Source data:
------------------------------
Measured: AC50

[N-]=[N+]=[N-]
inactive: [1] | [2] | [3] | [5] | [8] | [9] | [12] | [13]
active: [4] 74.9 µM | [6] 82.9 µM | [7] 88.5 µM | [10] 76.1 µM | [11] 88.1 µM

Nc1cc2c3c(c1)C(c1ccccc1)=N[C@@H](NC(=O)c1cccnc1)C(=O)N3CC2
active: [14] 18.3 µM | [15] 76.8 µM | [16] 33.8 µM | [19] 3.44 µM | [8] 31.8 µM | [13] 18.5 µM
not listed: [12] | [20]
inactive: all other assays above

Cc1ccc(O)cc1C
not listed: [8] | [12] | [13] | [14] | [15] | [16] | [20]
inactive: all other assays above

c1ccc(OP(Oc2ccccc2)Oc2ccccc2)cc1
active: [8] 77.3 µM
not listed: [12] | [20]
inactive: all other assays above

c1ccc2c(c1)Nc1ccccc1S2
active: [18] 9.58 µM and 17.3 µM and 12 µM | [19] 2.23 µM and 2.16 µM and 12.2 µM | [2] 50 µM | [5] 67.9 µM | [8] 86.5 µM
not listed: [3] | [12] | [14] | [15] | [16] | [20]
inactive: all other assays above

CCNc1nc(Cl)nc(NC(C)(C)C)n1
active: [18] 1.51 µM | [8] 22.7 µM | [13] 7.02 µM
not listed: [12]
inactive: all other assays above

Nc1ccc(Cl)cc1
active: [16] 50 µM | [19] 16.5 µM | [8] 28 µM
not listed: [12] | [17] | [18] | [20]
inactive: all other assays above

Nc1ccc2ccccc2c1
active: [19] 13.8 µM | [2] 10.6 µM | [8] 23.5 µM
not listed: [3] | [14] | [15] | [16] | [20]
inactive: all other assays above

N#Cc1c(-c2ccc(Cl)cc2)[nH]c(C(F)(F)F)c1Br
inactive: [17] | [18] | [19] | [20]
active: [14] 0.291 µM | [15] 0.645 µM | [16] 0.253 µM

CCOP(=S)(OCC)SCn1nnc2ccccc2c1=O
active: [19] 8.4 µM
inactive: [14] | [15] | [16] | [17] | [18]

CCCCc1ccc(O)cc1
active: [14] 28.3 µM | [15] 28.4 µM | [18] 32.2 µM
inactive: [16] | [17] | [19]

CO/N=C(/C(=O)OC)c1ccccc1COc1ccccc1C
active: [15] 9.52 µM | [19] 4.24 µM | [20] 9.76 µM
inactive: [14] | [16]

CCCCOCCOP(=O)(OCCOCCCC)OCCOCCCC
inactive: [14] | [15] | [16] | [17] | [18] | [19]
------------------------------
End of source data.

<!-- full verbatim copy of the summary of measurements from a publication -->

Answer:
Measured: AC50

[N-]=[N+]=[N-]
inactive: [1] | [2] | [3] | [5] | [8] | [9] | [12] | [13]
active: [4] 74.9 µM | [6] 82.9 µM | [7] 88.5 µM | [10] 76.1 µM | [11] 88.1 µM

Nc1cc2c3c(c1)C(c1ccccc1)=N[C@@H](NC(=O)c1cccnc1)C(=O)N3CC2
active: [14] 18.3 µM | [15] 76.8 µM | [16] 33.8 µM | [19] 3.44 µM | [8] 31.8 µM | [13] 18.5 µM
not listed: [12] | [20]
inactive: all other assays above

Cc1ccc(O)cc1C
not listed: [8] | [12] | [13] | [14] | [15] | [16] | [20]
inactive: all other assays above

c1ccc(OP(Oc2ccccc2)Oc2ccccc2)cc1
active: [8] 77.3 µM
not listed: [12] | [20]
inactive: all other assays above

c1ccc2c(c1)Nc1ccccc1S2
active: [18] 9.58 µM and 17.3 µM and 12 µM | [19] 2.23 µM and 2.16 µM and 12.2 µM | [2] 50 µM | [5] 67.9 µM | [8] 86.5 µM
not listed: [3] | [12] | [14] | [15] | [16] | [20]
inactive: all other assays above

CCNc1nc(Cl)nc(NC(C)(C)C)n1
active: [18] 1.51 µM | [8] 22.7 µM | [13] 7.02 µM
not listed: [12]
inactive: all other assays above

Nc1ccc(Cl)cc1
active: [16] 50 µM | [19] 16.5 µM | [8] 28 µM
not listed: [12] | [17] | [18] | [20]
inactive: all other assays above

Nc1ccc2ccccc2c1
active: [19] 13.8 µM | [2] 10.6 µM | [8] 23.5 µM
not listed: [3] | [14] | [15] | [16] | [20]
inactive: all other assays above

N#Cc1c(-c2ccc(Cl)cc2)[nH]c(C(F)(F)F)c1Br
inactive: [17] | [18] | [19] | [20]
active: [14] 0.291 µM | [15] 0.645 µM | [16] 0.253 µM

CCOP(=S)(OCC)SCn1nnc2ccccc2c1=O
active: [19] 8.4 µM
inactive: [14] | [15] | [16] | [17] | [18]

CCCCc1ccc(O)cc1
active: [14] 28.3 µM | [15] 28.4 µM | [18] 32.2 µM
inactive: [16] | [17] | [19]

CO/N=C(/C(=O)OC)c1ccccc1COc1ccccc1C
active: [15] 9.52 µM | [19] 4.24 µM | [20] 9.76 µM
inactive: [14] | [16]

CCCCOCCOP(=O)(OCCOCCCC)OCCOCCCC
inactive: [14] | [15] | [16] | [17] | [18] | [19]